Nutrition and Rehab

Some of you may know that I went through Precision Nutrition’s level 1 coaching program last year – finished in November 2019. One of the reasons I did was to make me a more well-rounded therapist. I approach rehab and health/wellness from a holistic approach – a mix of Eastern and Western medicine approaches – and adding in nutrition coaching just seemed natural.

Many people don’t understand how nutrition can affect their rehab. When I ask a client how they diet/nutrition is, they look taken aback at first, as if to say “What does that have to do with my shoulder pain?”, and then many follow up by saying “It’s fine, I try to eat healthy”. However, this is usually a coverup for “I think I eat healthy, but I don’t actually know”. Nutrition has a HUGE impact on overall wellness as well as rehab. Many foods can perpetuate inflammation – and many of my clients have inflammation due to pain. What we put into our bodies directly affects how our body is able to utilize those resources to repair/recover from stress as well as regulate the systems that keep us alive. And that’s what we’re going to talk about today – food and inflammation/pain.

Processed sugar and high fructose corn syrup: This isn’t about the natural sugars found in fruits, but rather the white, granular sugar found in candies and desserts. Sugar and High fructose corn syrup is found in so many things that we consume these days that we don’t realize just HOW MUCH we’re actually consuming. Increased amounts of consumed table sugar have been linked to inflammation and then chronic illness. High amounts of high fructose corn syrup have been linked to inhibiting the anti-inflammatory properties of omega-3 fatty acids. Too much sugar in general can also lead to issues like insulin-resistance, obesity, cancer, fatty liver disease etc…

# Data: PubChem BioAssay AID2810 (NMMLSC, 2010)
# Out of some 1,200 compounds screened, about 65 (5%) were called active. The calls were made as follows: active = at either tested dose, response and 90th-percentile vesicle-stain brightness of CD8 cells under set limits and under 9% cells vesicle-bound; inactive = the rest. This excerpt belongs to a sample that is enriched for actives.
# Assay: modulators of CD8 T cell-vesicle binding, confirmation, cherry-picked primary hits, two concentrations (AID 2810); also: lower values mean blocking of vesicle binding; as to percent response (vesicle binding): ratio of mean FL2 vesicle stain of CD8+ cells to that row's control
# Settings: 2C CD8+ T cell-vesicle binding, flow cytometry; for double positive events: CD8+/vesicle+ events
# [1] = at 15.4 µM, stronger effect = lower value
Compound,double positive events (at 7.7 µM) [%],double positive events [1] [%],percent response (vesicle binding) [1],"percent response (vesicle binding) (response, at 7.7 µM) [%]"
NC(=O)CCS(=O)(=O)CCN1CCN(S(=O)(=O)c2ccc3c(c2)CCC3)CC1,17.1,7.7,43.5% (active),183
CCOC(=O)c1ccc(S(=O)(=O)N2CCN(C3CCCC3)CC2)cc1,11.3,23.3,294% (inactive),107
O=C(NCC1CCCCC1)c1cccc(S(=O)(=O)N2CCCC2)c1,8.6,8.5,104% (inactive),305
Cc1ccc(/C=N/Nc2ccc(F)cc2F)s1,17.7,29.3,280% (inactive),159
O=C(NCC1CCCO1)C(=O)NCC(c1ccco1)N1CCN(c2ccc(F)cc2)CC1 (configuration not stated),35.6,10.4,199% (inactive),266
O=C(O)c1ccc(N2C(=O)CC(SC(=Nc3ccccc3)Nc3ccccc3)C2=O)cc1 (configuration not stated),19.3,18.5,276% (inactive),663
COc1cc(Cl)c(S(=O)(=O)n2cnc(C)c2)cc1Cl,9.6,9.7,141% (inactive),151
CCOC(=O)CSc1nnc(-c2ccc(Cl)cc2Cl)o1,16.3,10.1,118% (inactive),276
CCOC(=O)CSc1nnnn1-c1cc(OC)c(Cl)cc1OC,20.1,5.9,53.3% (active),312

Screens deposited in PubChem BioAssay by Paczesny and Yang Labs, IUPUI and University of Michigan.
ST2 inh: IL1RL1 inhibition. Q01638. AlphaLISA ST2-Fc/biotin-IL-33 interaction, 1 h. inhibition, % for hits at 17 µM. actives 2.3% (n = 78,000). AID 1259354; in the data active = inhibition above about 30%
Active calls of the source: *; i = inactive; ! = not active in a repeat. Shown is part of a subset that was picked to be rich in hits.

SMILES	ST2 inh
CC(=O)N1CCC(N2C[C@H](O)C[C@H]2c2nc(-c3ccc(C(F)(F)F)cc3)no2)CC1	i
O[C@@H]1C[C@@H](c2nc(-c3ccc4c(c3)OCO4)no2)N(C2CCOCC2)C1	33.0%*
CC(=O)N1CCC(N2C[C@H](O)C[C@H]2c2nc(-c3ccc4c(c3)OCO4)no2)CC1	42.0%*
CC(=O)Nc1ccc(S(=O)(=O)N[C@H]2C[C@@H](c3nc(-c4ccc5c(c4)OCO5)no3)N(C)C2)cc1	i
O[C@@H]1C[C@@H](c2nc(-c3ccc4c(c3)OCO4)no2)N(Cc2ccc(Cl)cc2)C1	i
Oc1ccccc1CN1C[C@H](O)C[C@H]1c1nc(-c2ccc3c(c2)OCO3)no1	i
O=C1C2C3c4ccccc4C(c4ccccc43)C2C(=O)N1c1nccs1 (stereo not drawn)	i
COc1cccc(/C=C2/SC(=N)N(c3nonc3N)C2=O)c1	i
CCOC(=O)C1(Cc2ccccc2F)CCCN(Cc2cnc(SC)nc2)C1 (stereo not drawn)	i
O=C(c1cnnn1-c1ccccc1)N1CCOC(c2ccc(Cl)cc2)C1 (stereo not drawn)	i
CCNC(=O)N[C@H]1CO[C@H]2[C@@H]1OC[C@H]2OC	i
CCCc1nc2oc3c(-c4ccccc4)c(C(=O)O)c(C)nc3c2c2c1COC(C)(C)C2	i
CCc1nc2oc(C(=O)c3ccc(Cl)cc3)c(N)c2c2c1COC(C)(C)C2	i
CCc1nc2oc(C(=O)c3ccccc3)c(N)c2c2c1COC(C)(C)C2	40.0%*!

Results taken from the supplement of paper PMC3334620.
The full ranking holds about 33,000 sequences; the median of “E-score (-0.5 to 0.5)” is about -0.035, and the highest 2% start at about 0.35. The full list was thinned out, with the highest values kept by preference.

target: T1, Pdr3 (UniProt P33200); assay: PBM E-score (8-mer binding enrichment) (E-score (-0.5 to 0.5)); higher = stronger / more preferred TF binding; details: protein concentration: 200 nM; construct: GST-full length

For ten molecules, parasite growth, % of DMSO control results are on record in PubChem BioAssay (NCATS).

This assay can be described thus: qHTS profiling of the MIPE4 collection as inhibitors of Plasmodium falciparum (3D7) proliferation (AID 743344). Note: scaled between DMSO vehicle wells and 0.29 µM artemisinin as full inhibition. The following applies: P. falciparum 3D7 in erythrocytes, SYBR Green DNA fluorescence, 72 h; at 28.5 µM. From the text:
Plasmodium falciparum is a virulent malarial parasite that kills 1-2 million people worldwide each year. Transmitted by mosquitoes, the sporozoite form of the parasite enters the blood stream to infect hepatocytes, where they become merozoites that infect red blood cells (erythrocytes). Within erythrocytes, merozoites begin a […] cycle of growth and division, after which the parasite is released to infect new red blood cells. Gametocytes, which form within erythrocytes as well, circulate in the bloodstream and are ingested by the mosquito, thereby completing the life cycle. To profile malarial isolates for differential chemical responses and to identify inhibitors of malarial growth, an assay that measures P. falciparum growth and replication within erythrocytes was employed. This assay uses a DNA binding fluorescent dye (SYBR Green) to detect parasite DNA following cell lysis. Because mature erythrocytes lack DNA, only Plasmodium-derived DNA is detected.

Artificial trans fats: This is probably the least healthiest fat you can consume. From a chemical make up perspective – hydrogens are added to unsaturated fats (liquid) so that they can have the stability of a solid fat and have increased shelf life. Artificial trans fats are found in foods like fries, packaged cakes, margarines/shortenings etc…. all so that the shelf life of the product improves. These fats were created and utilized not for the sake of the consumer, but rather to improve business. Increased artificial trans fats are linked to an increase in inflammatory markers such as C-reactive protein. If you see “partially hydrogenated vegetable oil” on the label of a product, you might want to think twice and put the item back!

Refined carbohydrates: These are carbs with most of the fiber removed from them – fiber is important for regulating satiety, blood sugar levels, and promoting overall gut health. Increased consumption of refined carbs have been shown to increase risk of inflammatory bowel disease as well as obesity. From an embryological perspective, everything started in the center and then branched outwards in development. So your gut (and core!) is important to keep healthy for the sake of the rest of your body and especially the musculoskeletal system.

There are many other food groups in a modern diet that can create inflammation in the body, but the top 3 are listed above. When we have physical pain, it’s usually because the body is trying to get the brain’s attention – it’s requesting a change, and pain is one of the most effective ways for us to take notice and make a change. Our body is constantly give us signals and feedback, it’s up to us to choose whether or not to listen to them. We also have to take care of our bodies. What we put into our bodies becomes the only resources it has to repair any damage from stressors throughout the day, which directly influences how our body can adapt to our ever-changing environment. I always tell my clients that in some cases, the physical symptom is just your body trying to get your attention for something else that is going on inside. Changing your diet can help with a lot of issues that may be brewing in the other systems of the body.

-Dr. James Chen PT, DPT, Pn1

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